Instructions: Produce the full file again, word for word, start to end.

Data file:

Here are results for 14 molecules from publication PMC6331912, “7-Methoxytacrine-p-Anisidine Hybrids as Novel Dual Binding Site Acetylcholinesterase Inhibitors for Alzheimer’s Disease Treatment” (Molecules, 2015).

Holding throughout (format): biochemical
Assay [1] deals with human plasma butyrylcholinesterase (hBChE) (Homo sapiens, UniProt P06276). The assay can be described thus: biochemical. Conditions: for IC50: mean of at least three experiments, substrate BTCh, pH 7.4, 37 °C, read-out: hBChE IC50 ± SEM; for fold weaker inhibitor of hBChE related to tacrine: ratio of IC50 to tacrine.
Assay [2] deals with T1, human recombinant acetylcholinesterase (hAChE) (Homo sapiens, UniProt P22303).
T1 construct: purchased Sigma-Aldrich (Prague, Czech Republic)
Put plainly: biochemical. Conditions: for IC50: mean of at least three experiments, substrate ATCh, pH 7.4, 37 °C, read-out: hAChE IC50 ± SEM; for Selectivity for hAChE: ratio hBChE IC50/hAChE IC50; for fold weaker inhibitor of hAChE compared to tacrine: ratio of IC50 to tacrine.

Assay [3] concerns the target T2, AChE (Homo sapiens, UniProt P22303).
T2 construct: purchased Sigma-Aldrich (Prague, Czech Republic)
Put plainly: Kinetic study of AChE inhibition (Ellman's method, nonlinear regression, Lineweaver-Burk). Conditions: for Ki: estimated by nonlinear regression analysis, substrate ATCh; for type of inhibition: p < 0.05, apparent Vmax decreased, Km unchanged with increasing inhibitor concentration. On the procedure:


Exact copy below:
Here are results for 14 molecules from publication PMC6331912, “7-Methoxytacrine-p-Anisidine Hybrids as Novel Dual Binding Site Acetylcholinesterase Inhibitors for Alzheimer’s Disease Treatment” (Molecules, 2015).

Holding throughout (format): biochemical
Assay [1] deals with human plasma butyrylcholinesterase (hBChE) (Homo sapiens, UniProt P06276). The assay can be described thus: biochemical. Conditions: for IC50: mean of at least three experiments, substrate BTCh, pH 7.4, 37 °C, read-out: hBChE IC50 ± SEM; for fold weaker inhibitor of hBChE related to tacrine: ratio of IC50 to tacrine.
Assay [2] deals with T1, human recombinant acetylcholinesterase (hAChE) (Homo sapiens, UniProt P22303).
T1 construct: purchased Sigma-Aldrich (Prague, Czech Republic)
Put plainly: biochemical. Conditions: for IC50: mean of at least three experiments, substrate ATCh, pH 7.4, 37 °C, read-out: hAChE IC50 ± SEM; for Selectivity for hAChE: ratio hBChE IC50/hAChE IC50; for fold weaker inhibitor of hAChE compared to tacrine: ratio of IC50 to tacrine.

Assay [3] concerns the target T2, AChE (Homo sapiens, UniProt P22303).
T2 construct: purchased Sigma-Aldrich (Prague, Czech Republic)
Put plainly: Kinetic study of AChE inhibition (Ellman's method, nonlinear regression, Lineweaver-Burk). Conditions: for Ki: estimated by nonlinear regression analysis, substrate ATCh; for type of inhibition: p < 0.05, apparent Vmax decreased, Km unchanged with increasing inhibitor concentration. On the procedure: